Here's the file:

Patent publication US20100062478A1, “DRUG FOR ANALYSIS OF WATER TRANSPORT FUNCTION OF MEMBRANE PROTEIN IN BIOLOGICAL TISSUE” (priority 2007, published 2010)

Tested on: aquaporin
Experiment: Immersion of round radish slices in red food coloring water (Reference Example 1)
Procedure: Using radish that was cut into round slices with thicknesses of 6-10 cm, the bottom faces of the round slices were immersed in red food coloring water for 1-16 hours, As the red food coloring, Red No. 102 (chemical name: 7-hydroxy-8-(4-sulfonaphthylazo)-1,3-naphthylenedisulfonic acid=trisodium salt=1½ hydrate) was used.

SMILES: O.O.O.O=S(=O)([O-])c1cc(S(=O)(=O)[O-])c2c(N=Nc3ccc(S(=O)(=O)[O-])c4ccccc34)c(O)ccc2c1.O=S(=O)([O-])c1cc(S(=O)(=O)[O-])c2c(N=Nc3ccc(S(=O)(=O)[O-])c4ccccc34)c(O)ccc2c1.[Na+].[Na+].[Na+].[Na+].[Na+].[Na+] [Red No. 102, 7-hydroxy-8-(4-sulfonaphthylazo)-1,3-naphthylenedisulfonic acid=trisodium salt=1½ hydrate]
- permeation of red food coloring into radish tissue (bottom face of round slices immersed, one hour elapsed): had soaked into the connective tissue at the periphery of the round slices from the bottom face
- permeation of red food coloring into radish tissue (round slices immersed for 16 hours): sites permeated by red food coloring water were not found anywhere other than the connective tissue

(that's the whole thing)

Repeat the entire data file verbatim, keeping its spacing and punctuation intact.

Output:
Patent publication US20100062478A1, “DRUG FOR ANALYSIS OF WATER TRANSPORT FUNCTION OF MEMBRANE PROTEIN IN BIOLOGICAL TISSUE” (priority 2007, published 2010)

Tested on: aquaporin
Experiment: Immersion of round radish slices in red food coloring water (Reference Example 1)
Procedure: Using radish that was cut into round slices with thicknesses of 6-10 cm, the bottom faces of the round slices were immersed in red food coloring water for 1-16 hours, As the red food coloring, Red No. 102 (chemical name: 7-hydroxy-8-(4-sulfonaphthylazo)-1,3-naphthylenedisulfonic acid=trisodium salt=1½ hydrate) was used.

SMILES: O.O.O.O=S(=O)([O-])c1cc(S(=O)(=O)[O-])c2c(N=Nc3ccc(S(=O)(=O)[O-])c4ccccc34)c(O)ccc2c1.O=S(=O)([O-])c1cc(S(=O)(=O)[O-])c2c(N=Nc3ccc(S(=O)(=O)[O-])c4ccccc34)c(O)ccc2c1.[Na+].[Na+].[Na+].[Na+].[Na+].[Na+] [Red No. 102, 7-hydroxy-8-(4-sulfonaphthylazo)-1,3-naphthylenedisulfonic acid=trisodium salt=1½ hydrate]
- permeation of red food coloring into radish tissue (bottom face of round slices immersed, one hour elapsed): had soaked into the connective tissue at the periphery of the round slices from the bottom face
- permeation of red food coloring into radish tissue (round slices immersed for 16 hours): sites permeated by red food coloring water were not found anywhere other than the connective tissue